Marie represents SANCU on i.a. Agricultural Trade Forum of DAFF, Impartiality Committee of the SABS, FACS (Food and Consumer Service Committee) SABS Technical Committee on Consumer Standards, Trustee of the Oil and Protein Seeds Development Trust, Trustee of the Winter Cereal Trust (member of the HR and Transformation Committees), the Wheat Forum Steering Committee, the Maize Forum, the Sorghum Forum, Director of Health Quality Assessment, Director of  SA Grain Information Services, member of the Credit Ombud Council, member of the Credit Ombud HR Committee and was recently appointed as a member of an Appeal Board at DAFF. Marie also served on the National Agricultural Marketing Committee from November for 6 years until May 2017, chairing their HR and Corporate Social Responsibility Committee as well. Marie is often sought after to attend events that have a bearing on consumers.

SANCU is pleased that Marie has accepted this appointment and we are confident she will contribute a great deal on behalf of consumers



4 October 2017



Consumers have become accustomed to sell-by dates on food products, especially fresh meat produce. This gives them a clear indication of the sell-by date under any stated storage conditions. This means the product will retain all specific qualities for which tacit or express claims have been made. The Consumer Protection Act No. 68 of 2008 Section 110 and the R146 under Act 54 of 1972 are very specific about this term used as well as the negation of re-labelling of a product as well as the cleaning or re-packing of food. There is as such no excuse for any retailer or butcher to tamper with labels that have expired and then re-labelling them. This is a direct violation of the Act and retailers and butcheries can be fined up to a R1 million or 10% of their annual turnover and can also face jail sentence.

Meat being one of the products that has a specific shelf life needs so much more to be taken care of. The dilemma consumers are faced with is the fact that law and enforcement is lacking and environmental health practitioners at Municipal level as well as the Department of Agriculture, Forestry and Fisheries and the Department of Health should have picked this issue up long before Carte Blanche got involved.

When labels on meat products are altered consumers are misled and in good faith would buy these products which could also pose a health risk for them. Consumers have rights of which one of them is the right to information.  Consumers will decide whether they support retailers who are responsible for this kind of behaviour.  The time has come for Government and the Industry to see to it that consumers rights are respected and always be assured of safe food which inter alia includes safe meat products.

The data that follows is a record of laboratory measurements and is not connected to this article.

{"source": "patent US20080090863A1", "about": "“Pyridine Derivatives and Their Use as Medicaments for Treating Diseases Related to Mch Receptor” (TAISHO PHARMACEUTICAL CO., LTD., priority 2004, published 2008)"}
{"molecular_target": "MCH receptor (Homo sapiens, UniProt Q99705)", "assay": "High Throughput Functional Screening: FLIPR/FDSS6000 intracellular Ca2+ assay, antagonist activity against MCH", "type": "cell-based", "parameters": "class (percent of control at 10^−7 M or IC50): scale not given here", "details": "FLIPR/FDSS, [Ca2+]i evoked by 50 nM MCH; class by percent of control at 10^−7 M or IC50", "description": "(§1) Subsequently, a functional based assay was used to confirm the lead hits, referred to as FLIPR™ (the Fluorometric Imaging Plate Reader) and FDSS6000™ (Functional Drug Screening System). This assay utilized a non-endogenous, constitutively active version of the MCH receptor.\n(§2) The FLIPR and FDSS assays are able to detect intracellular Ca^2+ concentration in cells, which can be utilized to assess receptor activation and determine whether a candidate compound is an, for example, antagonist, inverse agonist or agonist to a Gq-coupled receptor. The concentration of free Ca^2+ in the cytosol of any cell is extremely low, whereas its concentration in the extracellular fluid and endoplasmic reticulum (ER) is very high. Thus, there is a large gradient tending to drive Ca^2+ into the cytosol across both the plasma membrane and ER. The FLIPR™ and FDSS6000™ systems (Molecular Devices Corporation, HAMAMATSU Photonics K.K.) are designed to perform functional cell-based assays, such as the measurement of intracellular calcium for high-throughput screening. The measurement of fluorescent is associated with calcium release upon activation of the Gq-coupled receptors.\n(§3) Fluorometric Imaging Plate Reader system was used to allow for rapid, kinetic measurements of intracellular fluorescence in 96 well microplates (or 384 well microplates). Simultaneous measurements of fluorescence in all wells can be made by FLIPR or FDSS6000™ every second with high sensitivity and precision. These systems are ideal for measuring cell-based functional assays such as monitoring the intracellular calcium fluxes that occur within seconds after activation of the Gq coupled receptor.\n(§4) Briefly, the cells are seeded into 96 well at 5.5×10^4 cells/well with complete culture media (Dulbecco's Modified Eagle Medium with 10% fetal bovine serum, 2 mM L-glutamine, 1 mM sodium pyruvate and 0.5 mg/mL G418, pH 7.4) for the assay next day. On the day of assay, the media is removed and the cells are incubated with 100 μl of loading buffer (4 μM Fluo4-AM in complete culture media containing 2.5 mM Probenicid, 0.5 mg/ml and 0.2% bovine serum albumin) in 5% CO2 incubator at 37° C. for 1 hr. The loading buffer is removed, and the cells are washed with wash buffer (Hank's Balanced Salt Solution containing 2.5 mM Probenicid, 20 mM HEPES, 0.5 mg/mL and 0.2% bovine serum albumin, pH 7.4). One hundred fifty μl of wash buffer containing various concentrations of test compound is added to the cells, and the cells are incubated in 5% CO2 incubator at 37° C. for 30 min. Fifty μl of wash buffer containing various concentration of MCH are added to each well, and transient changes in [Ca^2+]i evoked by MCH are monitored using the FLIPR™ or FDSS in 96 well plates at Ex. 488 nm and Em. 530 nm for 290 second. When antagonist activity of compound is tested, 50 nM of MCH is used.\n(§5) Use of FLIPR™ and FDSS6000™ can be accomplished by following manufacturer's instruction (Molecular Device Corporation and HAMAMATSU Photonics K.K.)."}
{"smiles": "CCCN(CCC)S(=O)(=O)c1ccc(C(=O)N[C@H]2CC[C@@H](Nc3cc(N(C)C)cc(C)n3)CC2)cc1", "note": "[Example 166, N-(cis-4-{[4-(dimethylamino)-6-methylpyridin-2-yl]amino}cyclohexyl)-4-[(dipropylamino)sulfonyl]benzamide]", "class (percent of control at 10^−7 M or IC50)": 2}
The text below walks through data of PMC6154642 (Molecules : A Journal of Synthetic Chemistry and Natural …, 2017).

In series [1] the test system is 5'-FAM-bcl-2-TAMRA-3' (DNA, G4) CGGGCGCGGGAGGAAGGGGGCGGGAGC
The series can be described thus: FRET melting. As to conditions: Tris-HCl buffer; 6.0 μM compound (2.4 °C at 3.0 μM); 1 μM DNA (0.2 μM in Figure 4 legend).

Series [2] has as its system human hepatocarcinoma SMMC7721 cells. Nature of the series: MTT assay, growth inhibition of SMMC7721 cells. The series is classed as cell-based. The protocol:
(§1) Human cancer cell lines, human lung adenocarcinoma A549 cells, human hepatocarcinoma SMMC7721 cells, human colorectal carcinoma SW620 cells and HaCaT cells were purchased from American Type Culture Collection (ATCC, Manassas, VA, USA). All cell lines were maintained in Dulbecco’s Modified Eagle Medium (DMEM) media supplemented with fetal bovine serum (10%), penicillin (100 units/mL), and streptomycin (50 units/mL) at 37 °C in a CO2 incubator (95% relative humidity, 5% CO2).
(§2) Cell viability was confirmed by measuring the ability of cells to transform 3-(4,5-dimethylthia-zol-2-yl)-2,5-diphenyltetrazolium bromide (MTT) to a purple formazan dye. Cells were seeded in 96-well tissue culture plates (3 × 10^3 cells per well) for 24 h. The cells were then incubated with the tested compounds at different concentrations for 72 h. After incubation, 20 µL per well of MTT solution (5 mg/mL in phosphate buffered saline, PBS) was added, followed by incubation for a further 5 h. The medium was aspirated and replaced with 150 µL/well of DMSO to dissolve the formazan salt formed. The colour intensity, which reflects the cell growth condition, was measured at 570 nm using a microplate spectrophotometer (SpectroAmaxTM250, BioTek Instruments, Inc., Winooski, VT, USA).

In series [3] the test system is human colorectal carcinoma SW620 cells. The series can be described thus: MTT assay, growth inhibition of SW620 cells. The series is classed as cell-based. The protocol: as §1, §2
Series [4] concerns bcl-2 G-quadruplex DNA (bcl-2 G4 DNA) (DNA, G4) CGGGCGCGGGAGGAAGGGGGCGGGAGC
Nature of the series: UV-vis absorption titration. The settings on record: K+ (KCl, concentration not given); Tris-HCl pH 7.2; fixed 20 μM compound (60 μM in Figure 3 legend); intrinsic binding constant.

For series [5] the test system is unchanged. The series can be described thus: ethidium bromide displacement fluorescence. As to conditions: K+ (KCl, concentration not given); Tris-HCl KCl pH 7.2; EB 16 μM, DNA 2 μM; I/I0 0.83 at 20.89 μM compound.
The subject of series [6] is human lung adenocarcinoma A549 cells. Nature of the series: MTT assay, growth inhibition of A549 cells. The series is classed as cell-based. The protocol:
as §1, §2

3 August 2017


The South African Consumer Union (SANCU) has received reports of green potatoes being sold in supermarkets.  Consumers are warned that a green or greenish colour indicates that the potatoes contain elevated levels of Solanine, which can be toxic, especially to young children and the elderly, when ingested in sufficient quantities.  Greening affects the skin and outer layers of the potato.  To be safe every trace of green should be peeled off before the potatoes are cooked.

Greening takes place over a number of days when potatoes are exposed to light.  This can happen at home or in the supermarket, especially when the potatoes are stored in transparent plastic bags.  The correct way to store potatoes is in a dark place, or in a thick paper bag like the bulk 10 kg and 7 kg pockets that keep out the light.  The transparent bags used for smaller quantities of potatoes in some supermarkets are quite safe as long as the stock is sold and used quickly.  One advantage of transparent bags is that the consumer can see any greening before making a purchase.  However, potatoes in opaque bags are far less likely to suffer from greening.

Some varieties of potatoes are more susceptible to greening than others, so it is not possible to provide general guidance on storage times.  The green colour is the best guide.


15 May 2017



 Consumers in South Africa are becoming extremely despondent due to Government entities such as the SABC expecting consumers to foot the Bill due to their loss of R509 million during the past year, says Ina Wilken Chairperson of the South African National Consumer Union (SANCU).

This is a clear sign of financial mismanagement, loss of income due to less advertisements and programmes being repeated on a daily basis. This has got nothing to do with the man on the street.  To propose that consumers would have to pay for a TV licence when using a PC, Cell phone or tablet is totally outrageous. The SA consumer already pays taxes on everything and this will aggravate the dire financial situation they have been experiencing for a long time.  This idea is a far cry from our Constitution which very explicitly outlines consumers’ rights to basic needs. This will put the majority of consumers having to sell these very products that see to it that they get educated and informed